Human evolution theory utilizing concepts of neoteny & female sexual selection
An etiology of neuropsychological disorders such as autism and dyslexia, and the origin of left handedness.

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Aboriginal Americans: Heterochronic Patterns


"Both of these analyses of L-R differences found the Maya considerably less biased to the right hand than the Ladinos, and in both cases the English bias in intermediate. In comparison with my English samples, the Ladinos show a stronger right shift, and the Maya a slightly lesser right shift. These differences concern the L-R differences between the hands in skill, which are presumed to underlie observed perferences. So far in this book, it has been assumed that differences between racial groups in hand preferences for writing and other skilled actions are due to cultural pressures that affect the threshold at which sinistraity is manifested. If the present observations for differing z scores on measures of skill are confirmed in further research, the possibility must be considered that there are racial differences in right shift. Racial differences could occur either because there were differences in the frequency of the rs + gene or because there were differences in the expressivity of the gene. Differences in expressivity have been postulated between the sexes and between twins and the singleborn, and these have been tentatively attributed to differences in relative growth and/or maturity at birth. Cross-cultural studies of neonatal maturity and development in infancy have reported several differences between racial groups, but the evidence is insufficient to reach any firm conclusions about the relative rates of maturation of Landinos and Mayan children (Super, 1981). Assuming a lesser right shift is associated with lesser maturity at birth (as postulated for males and twins), the Maya would be expected to be slightly less mature than Landinos. Studies of Maya Indians in Mexico (Brazelton, Robey, & Collier, 1969) and of Hopi Indians in the United States (Dennis, 1940) both concluded that development in infancy paralleled that of Caucasian children but was approximately 1 month delayed; this delay was found in the latter sample that could be relevant to the expression of the rs + gene. The newborn observed were very small (about 5 lbs.), though not premature. On tests of development, items concerning quality of vocalisation could not be scored because of the paucity of social babbling. The main aim of the mothers seemed to be to keep the infants quiet, but it seems remarkable that the voice play that is so evident in Caucasian children in the second half of the first year should be so reduced." (Annett, Marian (1985) Left, Right, Hand and Brain: The Right Shift Theory London: Lawrence Erlbaum pp. 394)

“...both male and female Indian subjects had lower metabolic rates per unit weight than had Europeans. The differences were not small - about 10%. The data used to establish this racial difference are the results of numerous investigations conducted many years ago. Recent work (Shetty 1984) shows that poor Indian labourers do indeed have a basal metabolism which is 17% less than the FAO/WHO/UNO standards, and other studies (McNeill et al. 1987) suggest a lowering by 12%. Whether the low basal metabolism in Indians is a true racial characteristic, is due to climatic factors or is the result of depression of metabolism by long-term under-nutrition is not known.” (Blaxter K (1989) Energy metabolism in animals and man. Cambridge U. Press, Cambridge p. 144) [its not clear whether they mean American or India Indian]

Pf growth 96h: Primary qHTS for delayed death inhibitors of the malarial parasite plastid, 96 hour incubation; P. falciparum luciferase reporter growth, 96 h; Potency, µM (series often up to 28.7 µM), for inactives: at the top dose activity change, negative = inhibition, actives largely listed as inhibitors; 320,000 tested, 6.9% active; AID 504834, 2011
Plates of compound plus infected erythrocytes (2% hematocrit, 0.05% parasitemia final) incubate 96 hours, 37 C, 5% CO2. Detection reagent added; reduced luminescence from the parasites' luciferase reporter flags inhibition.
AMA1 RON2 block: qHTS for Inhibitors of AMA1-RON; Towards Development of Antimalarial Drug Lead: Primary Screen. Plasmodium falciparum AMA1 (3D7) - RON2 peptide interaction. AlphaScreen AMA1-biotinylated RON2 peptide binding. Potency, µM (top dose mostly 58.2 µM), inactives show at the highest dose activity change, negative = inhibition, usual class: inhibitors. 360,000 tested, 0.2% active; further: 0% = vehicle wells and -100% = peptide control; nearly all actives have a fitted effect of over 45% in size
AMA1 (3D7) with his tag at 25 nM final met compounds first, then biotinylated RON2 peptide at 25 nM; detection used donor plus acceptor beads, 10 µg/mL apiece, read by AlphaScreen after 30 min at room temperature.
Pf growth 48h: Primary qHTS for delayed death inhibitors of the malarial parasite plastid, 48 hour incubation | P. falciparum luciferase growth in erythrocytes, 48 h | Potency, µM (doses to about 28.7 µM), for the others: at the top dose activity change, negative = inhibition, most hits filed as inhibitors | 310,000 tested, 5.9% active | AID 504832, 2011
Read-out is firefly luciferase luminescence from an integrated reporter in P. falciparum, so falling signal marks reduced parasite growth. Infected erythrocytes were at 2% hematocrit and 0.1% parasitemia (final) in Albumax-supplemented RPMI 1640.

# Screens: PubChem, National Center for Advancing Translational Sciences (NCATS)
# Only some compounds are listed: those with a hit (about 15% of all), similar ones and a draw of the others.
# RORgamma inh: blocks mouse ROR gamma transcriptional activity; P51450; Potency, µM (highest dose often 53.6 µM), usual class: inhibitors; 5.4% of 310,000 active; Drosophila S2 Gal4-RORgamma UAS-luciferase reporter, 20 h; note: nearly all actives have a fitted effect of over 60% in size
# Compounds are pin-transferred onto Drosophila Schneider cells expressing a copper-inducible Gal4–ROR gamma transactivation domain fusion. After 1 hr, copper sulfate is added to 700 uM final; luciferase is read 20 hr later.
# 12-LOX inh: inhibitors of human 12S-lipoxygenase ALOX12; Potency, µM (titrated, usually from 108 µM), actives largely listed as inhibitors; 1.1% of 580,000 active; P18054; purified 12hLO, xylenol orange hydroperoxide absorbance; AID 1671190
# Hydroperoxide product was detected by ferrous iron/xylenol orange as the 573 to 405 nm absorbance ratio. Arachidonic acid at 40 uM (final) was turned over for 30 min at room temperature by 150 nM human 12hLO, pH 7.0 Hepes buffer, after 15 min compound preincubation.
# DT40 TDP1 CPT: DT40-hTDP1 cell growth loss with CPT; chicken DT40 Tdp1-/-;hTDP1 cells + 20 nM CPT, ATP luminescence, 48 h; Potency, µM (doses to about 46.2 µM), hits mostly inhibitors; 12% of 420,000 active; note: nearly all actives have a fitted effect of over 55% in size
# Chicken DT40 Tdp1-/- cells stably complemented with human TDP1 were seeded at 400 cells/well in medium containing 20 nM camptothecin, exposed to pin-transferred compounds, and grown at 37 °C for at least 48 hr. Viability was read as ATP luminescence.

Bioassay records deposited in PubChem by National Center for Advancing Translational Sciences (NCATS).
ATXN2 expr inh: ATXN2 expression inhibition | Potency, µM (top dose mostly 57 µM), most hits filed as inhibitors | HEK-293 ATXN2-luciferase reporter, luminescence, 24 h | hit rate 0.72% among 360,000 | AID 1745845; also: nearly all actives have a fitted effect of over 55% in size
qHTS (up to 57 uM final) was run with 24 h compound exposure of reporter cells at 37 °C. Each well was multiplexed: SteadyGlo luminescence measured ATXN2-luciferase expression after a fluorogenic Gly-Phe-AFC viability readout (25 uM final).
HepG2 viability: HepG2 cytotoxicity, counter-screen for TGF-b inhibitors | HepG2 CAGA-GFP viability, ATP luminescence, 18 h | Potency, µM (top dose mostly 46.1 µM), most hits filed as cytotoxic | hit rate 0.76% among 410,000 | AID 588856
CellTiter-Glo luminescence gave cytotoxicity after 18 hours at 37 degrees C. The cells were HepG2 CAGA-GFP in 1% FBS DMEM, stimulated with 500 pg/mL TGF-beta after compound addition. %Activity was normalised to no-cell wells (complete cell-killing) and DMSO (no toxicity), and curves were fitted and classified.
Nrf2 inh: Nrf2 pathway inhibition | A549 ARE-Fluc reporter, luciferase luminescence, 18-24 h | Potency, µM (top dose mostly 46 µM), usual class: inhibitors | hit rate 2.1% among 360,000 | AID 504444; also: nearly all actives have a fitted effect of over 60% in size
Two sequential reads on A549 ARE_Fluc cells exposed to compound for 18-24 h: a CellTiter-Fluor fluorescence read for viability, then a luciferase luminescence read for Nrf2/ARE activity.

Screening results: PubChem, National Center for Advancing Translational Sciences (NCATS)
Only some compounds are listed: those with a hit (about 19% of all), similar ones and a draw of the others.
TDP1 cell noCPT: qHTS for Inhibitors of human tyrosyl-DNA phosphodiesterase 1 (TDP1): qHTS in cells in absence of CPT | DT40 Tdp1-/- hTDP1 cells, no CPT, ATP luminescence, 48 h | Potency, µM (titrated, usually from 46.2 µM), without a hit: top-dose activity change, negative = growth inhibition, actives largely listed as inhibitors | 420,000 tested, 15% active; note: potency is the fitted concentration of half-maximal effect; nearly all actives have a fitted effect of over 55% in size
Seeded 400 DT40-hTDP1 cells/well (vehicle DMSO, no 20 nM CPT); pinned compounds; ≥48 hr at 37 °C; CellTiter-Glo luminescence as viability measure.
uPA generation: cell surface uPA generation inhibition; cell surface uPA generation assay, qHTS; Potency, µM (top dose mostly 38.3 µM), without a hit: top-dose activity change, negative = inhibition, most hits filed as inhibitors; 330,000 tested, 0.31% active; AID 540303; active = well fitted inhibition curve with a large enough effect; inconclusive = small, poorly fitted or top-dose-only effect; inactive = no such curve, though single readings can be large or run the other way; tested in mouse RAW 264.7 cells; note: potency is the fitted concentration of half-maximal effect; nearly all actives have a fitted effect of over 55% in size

"A surprising left-ear dichotic listening superiority was reported for a group of native Navajo college students (Scott, Hynd, Hunt, & Weed. 1979)" (Annett, Marian (1985) Left, Right, Hand and Brain: The Right Shift Theory London: Lawrence Erlbaum pp. 394)

"Faster times for left-handers were found in Maya and in Landinos children, as in English children. Thus the assumptions basic to the balanced polymorphism hypothesis, that the bias to the right hand gives advantages to language learning but at the cost of actual hand speed, is supported by this independent cross-cultural study." (Annett, Marian (1985) Left, Right, Hand and Brain: The Right Shift Theory London: Lawrence Erlbaum pp. 396)

"Dawson (1972, 1974) has pointed out that hunting and fishing cultures, such as Eskimo and Australian Aborigine peoples, tend to show higher rates of left-handedness than agricultural communities, such as the Temne and the Chinese Hakka, and he suggested that this may be accounted for by the emphasis on independent values and the relatively low degree of conformity found in nomadic groups." (Bishop, D.V.M. (1990) Handedness and Developmental Disorder. MacKeith, Manchester pp. 13)

"The highest proportion of left-handedness that I could discover from a reliable source was for the Kwakiutl Indians of British Columbia, 17 to 22 per cent of whom were left-handed or ambidextrous for writing (Marrion 1886). [fornote says 'Marrian reported that no fewer than 6 per cent of Kwakiutl Indians could write with either hand. However, there is no tradition of written languge in this culture, and many adults do not write after leaving school. Marrion (personal communication) noted that many treated writing their name as an activity akin to drawing.'" (Bishop, D.V.M. (1990) Handedness and Developmental Disorder. MacKeith, Manchester pp. 12)